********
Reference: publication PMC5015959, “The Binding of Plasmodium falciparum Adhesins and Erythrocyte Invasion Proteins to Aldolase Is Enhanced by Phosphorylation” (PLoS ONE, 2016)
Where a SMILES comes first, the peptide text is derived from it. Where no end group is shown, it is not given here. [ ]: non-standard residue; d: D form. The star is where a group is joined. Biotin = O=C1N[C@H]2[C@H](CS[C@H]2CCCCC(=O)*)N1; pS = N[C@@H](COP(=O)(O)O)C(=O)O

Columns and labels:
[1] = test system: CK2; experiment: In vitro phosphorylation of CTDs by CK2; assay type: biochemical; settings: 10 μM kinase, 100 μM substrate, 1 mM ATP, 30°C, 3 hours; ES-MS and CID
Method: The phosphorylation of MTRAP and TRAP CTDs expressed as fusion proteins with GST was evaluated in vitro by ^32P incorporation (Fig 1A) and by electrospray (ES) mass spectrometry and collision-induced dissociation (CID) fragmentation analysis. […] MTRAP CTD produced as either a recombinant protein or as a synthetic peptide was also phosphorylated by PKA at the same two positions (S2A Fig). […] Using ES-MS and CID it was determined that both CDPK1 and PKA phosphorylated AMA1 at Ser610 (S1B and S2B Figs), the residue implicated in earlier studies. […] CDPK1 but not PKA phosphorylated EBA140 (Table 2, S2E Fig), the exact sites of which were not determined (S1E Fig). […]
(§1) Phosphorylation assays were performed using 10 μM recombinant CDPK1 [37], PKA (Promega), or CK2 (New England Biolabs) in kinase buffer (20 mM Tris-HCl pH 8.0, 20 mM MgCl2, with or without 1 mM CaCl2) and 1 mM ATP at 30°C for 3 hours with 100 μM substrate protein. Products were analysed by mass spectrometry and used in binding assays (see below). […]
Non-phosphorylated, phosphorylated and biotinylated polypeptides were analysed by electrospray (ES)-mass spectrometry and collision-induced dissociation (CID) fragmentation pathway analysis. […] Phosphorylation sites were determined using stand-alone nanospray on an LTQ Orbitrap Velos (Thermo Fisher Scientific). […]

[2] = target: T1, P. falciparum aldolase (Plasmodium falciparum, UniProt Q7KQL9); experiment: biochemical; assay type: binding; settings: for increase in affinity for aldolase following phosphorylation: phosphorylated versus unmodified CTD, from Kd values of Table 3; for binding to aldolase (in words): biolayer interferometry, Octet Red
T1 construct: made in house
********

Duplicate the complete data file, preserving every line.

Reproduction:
Reference: publication PMC5015959, “The Binding of Plasmodium falciparum Adhesins and Erythrocyte Invasion Proteins to Aldolase Is Enhanced by Phosphorylation” (PLoS ONE, 2016)
Where a SMILES comes first, the peptide text is derived from it. Where no end group is shown, it is not given here. [ ]: non-standard residue; d: D form. The star is where a group is joined. Biotin = O=C1N[C@H]2[C@H](CS[C@H]2CCCCC(=O)*)N1; pS = N[C@@H](COP(=O)(O)O)C(=O)O

Columns and labels:
[1] = test system: CK2; experiment: In vitro phosphorylation of CTDs by CK2; assay type: biochemical; settings: 10 μM kinase, 100 μM substrate, 1 mM ATP, 30°C, 3 hours; ES-MS and CID
Method: The phosphorylation of MTRAP and TRAP CTDs expressed as fusion proteins with GST was evaluated in vitro by ^32P incorporation (Fig 1A) and by electrospray (ES) mass spectrometry and collision-induced dissociation (CID) fragmentation analysis. […] MTRAP CTD produced as either a recombinant protein or as a synthetic peptide was also phosphorylated by PKA at the same two positions (S2A Fig). […] Using ES-MS and CID it was determined that both CDPK1 and PKA phosphorylated AMA1 at Ser610 (S1B and S2B Figs), the residue implicated in earlier studies. […] CDPK1 but not PKA phosphorylated EBA140 (Table 2, S2E Fig), the exact sites of which were not determined (S1E Fig). […]
(§1) Phosphorylation assays were performed using 10 μM recombinant CDPK1 [37], PKA (Promega), or CK2 (New England Biolabs) in kinase buffer (20 mM Tris-HCl pH 8.0, 20 mM MgCl2, with or without 1 mM CaCl2) and 1 mM ATP at 30°C for 3 hours with 100 μM substrate protein. Products were analysed by mass spectrometry and used in binding assays (see below). […]
Non-phosphorylated, phosphorylated and biotinylated polypeptides were analysed by electrospray (ES)-mass spectrometry and collision-induced dissociation (CID) fragmentation pathway analysis. […] Phosphorylation sites were determined using stand-alone nanospray on an LTQ Orbitrap Velos (Thermo Fisher Scientific). […]

[2] = target: T1, P. falciparum aldolase (Plasmodium falciparum, UniProt Q7KQL9); experiment: biochemical; assay type: binding; settings: for increase in affinity for aldolase following phosphorylation: phosphorylated versus unmodified CTD, from Kd values of Table 3; for binding to aldolase (in words): biolayer interferometry, Octet Red
T1 construct: made in house